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As we twist our tongues, we might send improving birthday greetings to Samuel Smiles; he was born on this date in 1812.  A Scottish Chartist writer of many personal improvement books, his “masterpiece,” Self-Help (1859), promoted thrift and claimed that poverty was caused largely by irresponsible habits, even as it attacked materialism and laissez-faire government.  It has been called “the bible of mid-Victorian liberalism”, and turned Smiles into a celebrity overnight.

George Bernard Shaw called Smiles “the modern Plutarch”; but, as F. A. Hayek wrote, “It is probably a misfortune that, especially in the USA, popular writers like Samuel Smiles…have defended free enterprise on the ground that it regularly rewards the deserving, and it bodes ill for the future of the market order that this seems to have become the only defense of it which is understood by the general public. That it has largely become the basis of the self-esteem of the businessman often gives him an air of self-righteousness which does not make him more popular.”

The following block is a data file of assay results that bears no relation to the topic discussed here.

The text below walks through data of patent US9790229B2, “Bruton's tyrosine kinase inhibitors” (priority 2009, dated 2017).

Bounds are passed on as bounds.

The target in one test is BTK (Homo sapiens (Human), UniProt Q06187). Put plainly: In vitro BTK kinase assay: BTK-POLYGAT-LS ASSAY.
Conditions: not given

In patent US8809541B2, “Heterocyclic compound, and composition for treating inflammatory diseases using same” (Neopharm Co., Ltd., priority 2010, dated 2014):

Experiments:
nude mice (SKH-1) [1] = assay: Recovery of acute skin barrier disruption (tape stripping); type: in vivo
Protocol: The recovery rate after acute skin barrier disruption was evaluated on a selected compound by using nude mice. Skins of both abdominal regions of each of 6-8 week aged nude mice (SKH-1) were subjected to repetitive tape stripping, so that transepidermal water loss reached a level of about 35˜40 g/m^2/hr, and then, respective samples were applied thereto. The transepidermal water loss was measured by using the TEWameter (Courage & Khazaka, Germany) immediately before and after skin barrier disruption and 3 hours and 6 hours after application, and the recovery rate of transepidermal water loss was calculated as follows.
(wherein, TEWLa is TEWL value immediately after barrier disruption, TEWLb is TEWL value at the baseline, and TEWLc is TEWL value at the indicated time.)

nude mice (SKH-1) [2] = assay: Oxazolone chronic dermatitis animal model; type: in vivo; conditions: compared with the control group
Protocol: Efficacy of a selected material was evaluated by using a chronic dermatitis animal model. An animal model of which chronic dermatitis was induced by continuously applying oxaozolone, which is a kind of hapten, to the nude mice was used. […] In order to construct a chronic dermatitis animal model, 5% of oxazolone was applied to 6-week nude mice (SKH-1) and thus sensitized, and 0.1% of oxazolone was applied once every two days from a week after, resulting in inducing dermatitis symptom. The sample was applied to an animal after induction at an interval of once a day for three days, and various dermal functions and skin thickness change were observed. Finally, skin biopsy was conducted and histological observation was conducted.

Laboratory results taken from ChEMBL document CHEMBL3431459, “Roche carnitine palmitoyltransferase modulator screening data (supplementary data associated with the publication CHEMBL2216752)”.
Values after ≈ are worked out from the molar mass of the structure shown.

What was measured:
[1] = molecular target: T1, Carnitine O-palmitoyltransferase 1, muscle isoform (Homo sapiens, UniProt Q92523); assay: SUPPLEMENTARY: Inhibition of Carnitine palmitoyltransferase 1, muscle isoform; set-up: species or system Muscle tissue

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Your correspondent is headed, as he hopes readers are, into the warm embrace of family and friends for the Holidays; thus (Roughly) Daily is going into its customary Holiday hiatus.  Regular service will resume just after the New Year.  Many thanks for checking in throughout 2015.  Have the Happiest Holidays!

 

Written by LW